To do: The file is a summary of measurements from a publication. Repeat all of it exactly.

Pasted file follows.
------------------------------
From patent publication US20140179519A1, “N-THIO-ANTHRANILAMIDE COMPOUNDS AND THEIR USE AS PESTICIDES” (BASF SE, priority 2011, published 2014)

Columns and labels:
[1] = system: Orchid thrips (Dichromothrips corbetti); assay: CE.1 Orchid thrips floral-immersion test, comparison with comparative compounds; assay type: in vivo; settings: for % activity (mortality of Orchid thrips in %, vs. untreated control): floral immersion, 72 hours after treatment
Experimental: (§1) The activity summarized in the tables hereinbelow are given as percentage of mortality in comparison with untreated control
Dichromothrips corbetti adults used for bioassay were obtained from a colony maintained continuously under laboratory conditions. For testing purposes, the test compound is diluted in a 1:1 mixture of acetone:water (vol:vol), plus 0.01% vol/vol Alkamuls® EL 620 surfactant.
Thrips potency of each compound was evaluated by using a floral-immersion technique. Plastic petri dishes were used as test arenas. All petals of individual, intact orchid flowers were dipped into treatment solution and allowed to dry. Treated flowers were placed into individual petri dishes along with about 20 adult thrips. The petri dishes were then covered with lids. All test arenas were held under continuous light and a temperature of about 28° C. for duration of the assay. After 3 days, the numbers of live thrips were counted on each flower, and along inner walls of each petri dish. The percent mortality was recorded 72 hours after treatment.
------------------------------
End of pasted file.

From patent publication US20140179519A1, “N-THIO-ANTHRANILAMIDE COMPOUNDS AND THEIR USE AS PESTICIDES” (BASF SE, priority 2011, published 2014)

Columns and labels:
[1] = system: Orchid thrips (Dichromothrips corbetti); assay: CE.1 Orchid thrips floral-immersion test, comparison with comparative compounds; assay type: in vivo; settings: for % activity (mortality of Orchid thrips in %, vs. untreated control): floral immersion, 72 hours after treatment
Experimental: (§1) The activity summarized in the tables hereinbelow are given as percentage of mortality in comparison with untreated control
Dichromothrips corbetti adults used for bioassay were obtained from a colony maintained continuously under laboratory conditions. For testing purposes, the test compound is diluted in a 1:1 mixture of acetone:water (vol:vol), plus 0.01% vol/vol Alkamuls® EL 620 surfactant.
Thrips potency of each compound was evaluated by using a floral-immersion technique. Plastic petri dishes were used as test arenas. All petals of individual, intact orchid flowers were dipped into treatment solution and allowed to dry. Treated flowers were placed into individual petri dishes along with about 20 adult thrips. The petri dishes were then covered with lids. All test arenas were held under continuous light and a temperature of about 28° C. for duration of the assay. After 3 days, the numbers of live thrips were counted on each flower, and along inner walls of each petri dish. The percent mortality was recorded 72 hours after treatment.